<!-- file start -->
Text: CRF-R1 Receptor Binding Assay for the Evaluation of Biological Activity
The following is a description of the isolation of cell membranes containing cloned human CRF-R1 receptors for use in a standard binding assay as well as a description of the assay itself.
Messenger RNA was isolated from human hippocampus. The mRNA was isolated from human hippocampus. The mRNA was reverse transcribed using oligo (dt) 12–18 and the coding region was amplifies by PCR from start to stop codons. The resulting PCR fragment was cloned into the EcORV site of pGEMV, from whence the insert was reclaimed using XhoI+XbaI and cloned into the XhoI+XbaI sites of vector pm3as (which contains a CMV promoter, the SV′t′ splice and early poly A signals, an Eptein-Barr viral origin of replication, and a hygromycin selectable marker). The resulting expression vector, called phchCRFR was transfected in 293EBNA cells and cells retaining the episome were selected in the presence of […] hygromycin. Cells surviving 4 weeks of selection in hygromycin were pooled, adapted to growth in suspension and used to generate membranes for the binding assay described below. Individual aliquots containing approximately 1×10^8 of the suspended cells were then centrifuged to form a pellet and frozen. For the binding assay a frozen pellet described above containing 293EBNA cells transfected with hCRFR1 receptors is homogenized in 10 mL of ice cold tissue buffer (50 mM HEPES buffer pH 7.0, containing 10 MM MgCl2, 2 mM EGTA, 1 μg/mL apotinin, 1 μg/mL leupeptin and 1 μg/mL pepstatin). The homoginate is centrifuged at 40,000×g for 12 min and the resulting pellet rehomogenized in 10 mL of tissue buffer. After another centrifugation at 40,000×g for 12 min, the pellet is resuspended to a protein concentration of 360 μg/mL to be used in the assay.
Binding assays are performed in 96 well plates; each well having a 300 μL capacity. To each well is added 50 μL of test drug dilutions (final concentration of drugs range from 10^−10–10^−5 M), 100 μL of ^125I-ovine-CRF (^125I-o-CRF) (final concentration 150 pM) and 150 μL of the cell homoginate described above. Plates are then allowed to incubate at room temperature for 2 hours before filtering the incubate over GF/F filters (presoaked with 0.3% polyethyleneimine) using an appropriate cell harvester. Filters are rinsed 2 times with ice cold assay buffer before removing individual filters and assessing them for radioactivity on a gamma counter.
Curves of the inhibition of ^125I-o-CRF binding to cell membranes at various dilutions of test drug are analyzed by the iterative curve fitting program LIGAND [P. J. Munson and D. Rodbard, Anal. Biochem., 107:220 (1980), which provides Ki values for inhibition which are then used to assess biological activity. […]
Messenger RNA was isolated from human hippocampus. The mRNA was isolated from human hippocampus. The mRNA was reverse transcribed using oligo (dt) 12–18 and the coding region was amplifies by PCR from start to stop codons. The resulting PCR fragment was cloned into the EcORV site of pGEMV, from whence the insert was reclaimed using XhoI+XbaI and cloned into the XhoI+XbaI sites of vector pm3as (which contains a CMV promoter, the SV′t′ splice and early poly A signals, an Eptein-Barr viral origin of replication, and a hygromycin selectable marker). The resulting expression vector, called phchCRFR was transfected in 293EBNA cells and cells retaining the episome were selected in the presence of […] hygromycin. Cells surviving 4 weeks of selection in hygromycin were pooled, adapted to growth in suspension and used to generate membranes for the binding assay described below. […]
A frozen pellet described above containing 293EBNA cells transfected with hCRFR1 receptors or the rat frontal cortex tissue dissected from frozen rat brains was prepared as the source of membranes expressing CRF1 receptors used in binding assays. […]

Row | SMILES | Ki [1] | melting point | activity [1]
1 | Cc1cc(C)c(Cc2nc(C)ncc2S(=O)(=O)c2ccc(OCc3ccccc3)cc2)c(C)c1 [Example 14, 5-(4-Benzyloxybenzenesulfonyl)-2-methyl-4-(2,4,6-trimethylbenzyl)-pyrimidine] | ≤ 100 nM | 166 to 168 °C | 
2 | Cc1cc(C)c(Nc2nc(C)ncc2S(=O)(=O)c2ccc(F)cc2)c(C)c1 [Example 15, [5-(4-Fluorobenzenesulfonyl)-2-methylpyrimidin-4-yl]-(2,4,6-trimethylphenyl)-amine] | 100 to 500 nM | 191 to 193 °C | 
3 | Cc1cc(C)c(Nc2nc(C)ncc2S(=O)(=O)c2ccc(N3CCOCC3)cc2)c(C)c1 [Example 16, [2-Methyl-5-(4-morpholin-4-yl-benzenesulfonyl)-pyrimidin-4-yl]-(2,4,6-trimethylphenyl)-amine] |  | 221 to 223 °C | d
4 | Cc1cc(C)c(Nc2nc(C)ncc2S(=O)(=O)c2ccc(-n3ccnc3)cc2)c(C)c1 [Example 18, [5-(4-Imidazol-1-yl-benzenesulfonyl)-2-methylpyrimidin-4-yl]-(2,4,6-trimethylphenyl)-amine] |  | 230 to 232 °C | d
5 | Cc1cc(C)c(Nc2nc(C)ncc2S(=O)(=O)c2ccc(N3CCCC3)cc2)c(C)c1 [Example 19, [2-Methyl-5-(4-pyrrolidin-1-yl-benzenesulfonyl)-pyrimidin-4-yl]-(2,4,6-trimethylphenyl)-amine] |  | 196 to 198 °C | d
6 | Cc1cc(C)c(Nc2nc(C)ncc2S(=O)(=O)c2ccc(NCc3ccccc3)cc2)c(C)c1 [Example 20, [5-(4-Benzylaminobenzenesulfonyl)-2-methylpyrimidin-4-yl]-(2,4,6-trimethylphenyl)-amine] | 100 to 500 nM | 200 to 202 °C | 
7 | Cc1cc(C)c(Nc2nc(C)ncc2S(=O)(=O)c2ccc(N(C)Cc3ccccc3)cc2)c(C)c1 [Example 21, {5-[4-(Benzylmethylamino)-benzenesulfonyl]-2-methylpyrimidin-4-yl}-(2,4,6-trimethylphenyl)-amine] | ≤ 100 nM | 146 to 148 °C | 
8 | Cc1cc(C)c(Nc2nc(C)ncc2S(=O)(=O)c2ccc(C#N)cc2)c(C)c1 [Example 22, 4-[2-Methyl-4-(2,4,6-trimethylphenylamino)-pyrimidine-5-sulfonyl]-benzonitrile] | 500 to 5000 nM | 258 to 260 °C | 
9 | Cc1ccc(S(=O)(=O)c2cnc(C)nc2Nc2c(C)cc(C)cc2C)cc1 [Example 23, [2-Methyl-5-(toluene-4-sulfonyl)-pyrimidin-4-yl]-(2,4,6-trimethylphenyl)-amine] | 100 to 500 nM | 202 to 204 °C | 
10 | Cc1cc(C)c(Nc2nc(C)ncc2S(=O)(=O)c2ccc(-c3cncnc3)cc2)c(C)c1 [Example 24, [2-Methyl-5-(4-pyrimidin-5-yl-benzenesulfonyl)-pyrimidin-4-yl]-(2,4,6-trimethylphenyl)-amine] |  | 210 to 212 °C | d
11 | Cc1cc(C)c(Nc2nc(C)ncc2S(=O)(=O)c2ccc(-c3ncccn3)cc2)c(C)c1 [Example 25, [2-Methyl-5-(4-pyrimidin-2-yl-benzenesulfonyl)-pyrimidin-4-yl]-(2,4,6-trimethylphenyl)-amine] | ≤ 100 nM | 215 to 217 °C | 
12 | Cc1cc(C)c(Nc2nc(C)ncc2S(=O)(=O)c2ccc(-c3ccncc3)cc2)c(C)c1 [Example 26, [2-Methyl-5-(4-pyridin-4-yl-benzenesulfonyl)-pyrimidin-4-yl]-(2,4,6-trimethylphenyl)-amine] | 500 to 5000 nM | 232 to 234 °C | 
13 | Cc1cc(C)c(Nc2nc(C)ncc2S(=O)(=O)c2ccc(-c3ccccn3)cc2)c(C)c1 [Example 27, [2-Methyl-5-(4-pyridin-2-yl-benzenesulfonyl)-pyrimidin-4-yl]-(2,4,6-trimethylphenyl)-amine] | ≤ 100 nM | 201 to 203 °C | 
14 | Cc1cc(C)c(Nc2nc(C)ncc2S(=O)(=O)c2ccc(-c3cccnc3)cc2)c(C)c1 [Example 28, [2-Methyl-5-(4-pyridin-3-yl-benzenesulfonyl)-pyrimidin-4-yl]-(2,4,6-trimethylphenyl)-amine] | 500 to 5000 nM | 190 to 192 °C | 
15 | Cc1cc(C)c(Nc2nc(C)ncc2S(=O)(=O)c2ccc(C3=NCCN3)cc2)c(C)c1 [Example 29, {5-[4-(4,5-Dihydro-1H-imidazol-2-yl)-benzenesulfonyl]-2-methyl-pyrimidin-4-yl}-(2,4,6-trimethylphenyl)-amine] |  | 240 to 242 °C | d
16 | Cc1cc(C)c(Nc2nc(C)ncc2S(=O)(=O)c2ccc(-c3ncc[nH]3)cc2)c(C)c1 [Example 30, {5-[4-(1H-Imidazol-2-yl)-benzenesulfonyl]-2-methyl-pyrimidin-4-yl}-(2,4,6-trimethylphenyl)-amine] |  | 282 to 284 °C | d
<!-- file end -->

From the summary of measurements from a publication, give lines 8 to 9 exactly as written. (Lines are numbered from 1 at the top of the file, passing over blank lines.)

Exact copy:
Row | SMILES | Ki [1] | melting point | activity [1]
1 | Cc1cc(C)c(Cc2nc(C)ncc2S(=O)(=O)c2ccc(OCc3ccccc3)cc2)c(C)c1 [Example 14, 5-(4-Benzyloxybenzenesulfonyl)-2-methyl-4-(2,4,6-trimethylbenzyl)-pyrimidine] | ≤ 100 nM | 166 to 168 °C | 